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Moving stroke rehabilitation evidence into practice: a systematic review of randomized controlled trials


Bird, ML and Miller, T and Connell, LA and Eng, JJ, Moving stroke rehabilitation evidence into practice: a systematic review of randomized controlled trials, Clinical Rehabilitation, 33, (10) pp. 1586-1595. ISSN 0269-2155 (2019) [Refereed Article]

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© The Author(s) 2019

DOI: doi:10.1177/0269215519847253


Objective: The aim of this study was to investigate the effectiveness of interventions aimed at moving research evidence into stroke rehabilitation practice through changing the practice of clinicians.

Data sources: EMBASE, CINAHL, Cochrane and MEDLINE databases were searched from 1980 to April 2019. International trial registries and reference lists of included studies completed our search. Review methods: Randomized controlled trials that involved interventions aiming to change the practice of clinicians working in stroke rehabilitation were included. Bias was evaluated using RevMan to generate a risk of bias table. Evidence quality was evaluated using GRADE criteria.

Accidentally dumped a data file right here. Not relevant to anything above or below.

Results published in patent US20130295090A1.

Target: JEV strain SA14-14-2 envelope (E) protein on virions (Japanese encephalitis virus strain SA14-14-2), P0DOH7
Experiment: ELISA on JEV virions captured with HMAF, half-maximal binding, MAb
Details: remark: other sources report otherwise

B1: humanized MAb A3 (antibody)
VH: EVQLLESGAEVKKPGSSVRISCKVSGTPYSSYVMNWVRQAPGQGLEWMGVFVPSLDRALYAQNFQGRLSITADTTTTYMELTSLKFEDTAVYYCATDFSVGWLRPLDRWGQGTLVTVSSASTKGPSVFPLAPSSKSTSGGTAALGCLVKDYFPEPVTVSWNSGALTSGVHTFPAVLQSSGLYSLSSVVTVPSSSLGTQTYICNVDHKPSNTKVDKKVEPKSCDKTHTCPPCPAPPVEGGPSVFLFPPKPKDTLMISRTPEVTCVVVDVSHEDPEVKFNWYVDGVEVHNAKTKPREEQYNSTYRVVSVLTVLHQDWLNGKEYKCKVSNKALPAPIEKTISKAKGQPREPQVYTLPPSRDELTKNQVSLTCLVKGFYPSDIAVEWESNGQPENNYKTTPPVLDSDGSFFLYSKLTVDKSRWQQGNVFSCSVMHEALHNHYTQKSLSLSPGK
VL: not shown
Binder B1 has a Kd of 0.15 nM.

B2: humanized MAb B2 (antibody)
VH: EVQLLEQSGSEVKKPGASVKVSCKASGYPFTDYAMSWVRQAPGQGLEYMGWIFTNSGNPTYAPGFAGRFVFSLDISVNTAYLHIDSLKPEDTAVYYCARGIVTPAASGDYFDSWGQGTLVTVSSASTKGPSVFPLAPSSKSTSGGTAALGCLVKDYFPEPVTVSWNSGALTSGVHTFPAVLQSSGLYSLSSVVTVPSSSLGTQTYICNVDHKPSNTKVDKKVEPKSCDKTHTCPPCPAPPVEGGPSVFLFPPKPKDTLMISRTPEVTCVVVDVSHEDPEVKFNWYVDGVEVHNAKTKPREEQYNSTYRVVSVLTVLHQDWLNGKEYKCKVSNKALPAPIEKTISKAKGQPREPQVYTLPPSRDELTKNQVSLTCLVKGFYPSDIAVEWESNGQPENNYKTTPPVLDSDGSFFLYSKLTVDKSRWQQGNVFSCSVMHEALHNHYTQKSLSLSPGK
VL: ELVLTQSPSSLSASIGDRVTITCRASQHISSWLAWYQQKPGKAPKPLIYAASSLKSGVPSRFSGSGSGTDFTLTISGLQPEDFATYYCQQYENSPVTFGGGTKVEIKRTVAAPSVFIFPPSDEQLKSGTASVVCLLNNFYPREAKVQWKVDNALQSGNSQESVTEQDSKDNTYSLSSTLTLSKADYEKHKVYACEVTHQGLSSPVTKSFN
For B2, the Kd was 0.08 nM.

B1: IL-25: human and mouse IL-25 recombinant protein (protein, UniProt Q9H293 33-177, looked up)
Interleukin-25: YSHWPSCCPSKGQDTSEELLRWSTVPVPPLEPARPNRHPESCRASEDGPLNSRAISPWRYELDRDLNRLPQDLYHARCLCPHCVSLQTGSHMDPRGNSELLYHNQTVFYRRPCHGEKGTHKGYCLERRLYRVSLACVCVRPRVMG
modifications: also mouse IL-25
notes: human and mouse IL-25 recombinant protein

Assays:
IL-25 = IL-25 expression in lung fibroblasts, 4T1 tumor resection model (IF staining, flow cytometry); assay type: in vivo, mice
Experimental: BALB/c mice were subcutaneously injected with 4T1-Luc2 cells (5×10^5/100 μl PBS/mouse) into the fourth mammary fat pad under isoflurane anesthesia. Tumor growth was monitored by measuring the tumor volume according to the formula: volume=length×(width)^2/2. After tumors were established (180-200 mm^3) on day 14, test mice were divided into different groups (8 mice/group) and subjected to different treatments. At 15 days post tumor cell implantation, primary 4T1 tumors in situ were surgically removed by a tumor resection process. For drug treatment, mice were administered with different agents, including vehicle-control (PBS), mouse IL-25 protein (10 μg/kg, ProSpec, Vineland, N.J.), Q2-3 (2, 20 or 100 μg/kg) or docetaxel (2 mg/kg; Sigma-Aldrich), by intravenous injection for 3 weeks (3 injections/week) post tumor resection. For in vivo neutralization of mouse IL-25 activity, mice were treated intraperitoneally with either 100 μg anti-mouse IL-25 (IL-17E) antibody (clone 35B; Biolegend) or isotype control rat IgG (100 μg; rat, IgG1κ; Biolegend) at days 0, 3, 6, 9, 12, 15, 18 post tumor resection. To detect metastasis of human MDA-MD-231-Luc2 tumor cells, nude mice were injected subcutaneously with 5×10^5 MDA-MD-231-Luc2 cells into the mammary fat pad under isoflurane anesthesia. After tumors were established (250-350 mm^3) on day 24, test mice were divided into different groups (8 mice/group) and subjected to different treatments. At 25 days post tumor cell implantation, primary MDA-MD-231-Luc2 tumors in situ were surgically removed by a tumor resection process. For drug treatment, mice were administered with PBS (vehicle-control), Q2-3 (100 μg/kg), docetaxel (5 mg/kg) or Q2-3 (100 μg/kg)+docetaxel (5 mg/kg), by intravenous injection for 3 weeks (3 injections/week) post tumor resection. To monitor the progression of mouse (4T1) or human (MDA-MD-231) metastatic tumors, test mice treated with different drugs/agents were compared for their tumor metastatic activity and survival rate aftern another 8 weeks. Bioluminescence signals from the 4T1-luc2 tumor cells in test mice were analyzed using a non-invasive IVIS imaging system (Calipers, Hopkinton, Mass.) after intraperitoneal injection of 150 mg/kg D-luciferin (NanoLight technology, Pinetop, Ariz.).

Results: A total of 16 trials were included (250 sites, 14,689 patients), evaluating a range of interventions including facilitation, audit and feedback, education and reminders. Of which, 11 studies included multicomponent interventions (using a combination of interventions). Four used educational interventions alone, and one used electronic reminders. Risk of bias was generally low. Overall, the GRADE criteria indicated that this body of literature was of low quality. This review found higher efficacy of trials which targeted fewer outcomes. Subgroup analysis indicated moderate-level GRADE evidence (103 sites, 10,877 patients) that trials which included both site facilitation and tailoring for local factors were effective in changing clinical practice. The effect size of these varied (odds ratio: 1.63–4.9). Education interventions alone were not effective.

Conclusion: A large range of interventions are used to facilitate clinical practice change. Education is commonly used, but in isolation is not effective. Multicomponent interventions including facilitation and tailoring to local settings can change clinical practice and are more effective when targeting fewer changes.

Item Details

Item Type:Refereed Article
Keywords:‘Change in clinical practice’, clinician behaviour, clinical practice guidelines, knowledge translation, patient outcomes, rehabilitation, stroke
Research Division:Biomedical and Clinical Sciences
Research Group:Neurosciences
Research Field:Central nervous system
Objective Division:Health
Objective Group:Public health (excl. specific population health)
Objective Field:Preventive medicine
UTAS Author:Bird, ML (Dr Marie-Louise Bird)
ID Code:135991
Year Published:2019
Web of Science® Times Cited:8
Deposited By:Health Sciences
Deposited On:2019-11-25
Last Modified:2019-12-06
Downloads:5 View Download Statistics

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